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Publisher\Editor Don Canaan

                      Nov. 19, 1996 V4, #210
All the News the Big Guys Missed

Court Rules Against Father in Surrogate-Mother Case

A Haifa court turned down a petition Monday by Danny Nachmani about the frozen fertilized egg cells of his former wife Ruthie and himself. Nachmani asked that the case be linked to the new surrogate-motherhood law, which makes it mandatory to attain his permission to implant the cells in a surrogate mother. The court ruled Ruthie had the sole legal rights to the frozen fetuses.

Ben Gurion's Contemporary Legacy

By Adam Phillips (VOA-Washington)

David Ben Gurion was 20 in 1906 when he emigrated from his native Poland and fought alongside his Jewish comrades in the Zionist Mule Corps on behalf of the British during World War I.

As a reward for Zionist help during the war, Great Britain issued its "Balfour Declaration," which explicitly called for the establishment of a Jewish Homeland in Palestine. It was to be enacted once the British Empire inherited control of Palestine from the decaying Turkish Empire.

The declaration coincided with one of modern history's most tumultuous moments. The czar of Russia had just been deposed by a communist revolution, whose ideals of social equality, Zionist-socialists like Ben Gurion and his comrades deeply shared. They wanted to build a just society for both Jews and Arabs in the "Holy Land."

The Palestinian Arabs saw the Zionist enterprise differently, of course. Author-historian Shabtai Teveth outlines one of the painful ironies of that time.

"No doubt that the Palestinian Arabs felt themselves being the victims of an invasion. There is no doubt that they thought it was unjust and there is no doubt that to a very, very great extent they are right. At the same time, the Jewish people claimed it was theirs as well. So, in my opinion -- and this is my reading of the situation -- there were two wrongs that met."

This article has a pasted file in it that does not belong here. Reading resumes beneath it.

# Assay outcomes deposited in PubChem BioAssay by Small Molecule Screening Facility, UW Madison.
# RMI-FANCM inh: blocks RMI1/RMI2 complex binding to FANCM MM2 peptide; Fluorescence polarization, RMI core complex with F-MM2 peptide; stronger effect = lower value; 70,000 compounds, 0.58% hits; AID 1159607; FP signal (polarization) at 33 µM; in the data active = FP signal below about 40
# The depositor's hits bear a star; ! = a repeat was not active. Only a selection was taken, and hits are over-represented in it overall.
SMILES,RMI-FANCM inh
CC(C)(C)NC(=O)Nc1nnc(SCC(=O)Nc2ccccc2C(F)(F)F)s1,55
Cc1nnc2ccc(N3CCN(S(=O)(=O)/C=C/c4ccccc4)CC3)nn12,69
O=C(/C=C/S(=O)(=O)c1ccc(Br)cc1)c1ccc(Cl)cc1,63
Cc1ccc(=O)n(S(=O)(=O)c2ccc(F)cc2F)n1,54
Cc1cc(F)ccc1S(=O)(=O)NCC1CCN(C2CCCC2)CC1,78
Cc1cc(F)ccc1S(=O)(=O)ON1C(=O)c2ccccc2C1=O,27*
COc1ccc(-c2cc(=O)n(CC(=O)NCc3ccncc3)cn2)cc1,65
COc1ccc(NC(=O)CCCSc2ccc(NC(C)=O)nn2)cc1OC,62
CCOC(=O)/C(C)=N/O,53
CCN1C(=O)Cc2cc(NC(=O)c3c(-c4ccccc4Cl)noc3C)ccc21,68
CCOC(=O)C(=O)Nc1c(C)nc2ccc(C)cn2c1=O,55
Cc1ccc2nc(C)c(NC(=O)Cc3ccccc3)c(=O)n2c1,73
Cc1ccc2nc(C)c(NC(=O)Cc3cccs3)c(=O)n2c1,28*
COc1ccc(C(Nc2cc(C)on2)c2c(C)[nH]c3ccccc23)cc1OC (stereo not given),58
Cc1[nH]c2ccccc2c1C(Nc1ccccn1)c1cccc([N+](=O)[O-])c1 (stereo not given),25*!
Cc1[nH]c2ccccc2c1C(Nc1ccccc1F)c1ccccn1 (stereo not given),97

In the wake of the widespread Arab rioting of the early 1920s, it appeared as if the British had decided to renege on their promise to establish a Jewish homeland in Palestine. As violence against Jews in Palestine increased, defense -- not utopia -- became the leading Zionist priority in many quarters.

Finally, in 1925, another key Zionist leader, Vladmir Jabotinsky, and his Revisionist Zionists broke away from the Zionist-socialist mainstream as represented by Ben Gurion. Jabotinsky adamantly declared that there could be no hope of a future Jewish majority in Palestine without the force of Jewish arms.

"Thinking that a Jewish army would conquer Palestine. And this became the emblem: that there was a rifle put on the map of Palestine, on the whole of Palestine. This was the origin, the division between Jabotinsky and classical Zionism if you want to say, and between Jabotinsky and Ben Gurion."

Today, this same historic division continues to make itself felt among Israelis over the question of how to enure both peace and security for their nation.

"Present day Likud and its Prime Minister Netanyahu are devout disciples of Jabotinsky in that they are more jealous for the wholeness of Palestine; they are against the division of Palestine and are more ready to accept the use of force as a way of solving things. Former Labor Prime Minister (Shimon) Peres says if we would not strive for peace and work for peace then we will be destroyed."

Whether the burdens of history and the assumptions of the past will continue to haunt the region well into the distant future, or new realities will alter each group's perceptions -- both of each other and themselves -- remains an enduring enigma of the Middle East.

Peres Accused of Advising Arafat

A classified document reached the desk of the prime minister a few days ago, containing a report that former Prime Minister Shimon Peres advised Yasir Arafat not to rush to sign the Hebron agreement. Last night, after learning that this item was leaked to the press, Prime Minister Netanyahu phoned Shimon Peres in Sweden to inform him of the reports, but told him that he did not believe that they were true.

Peres claimed Monday that the whole story was a plot against him, and called upon the "contemptible" minister who started the rumor to step up and identify himself.

Yossi Ben-Aharon, a former director of the Prime Minister's Office, told Arutz Sheva that during the Shamir-led government, Peres would advise the heads of the Palestinian Liberation Organization, then based in Tunisia, on negotiation strategies with Israel.

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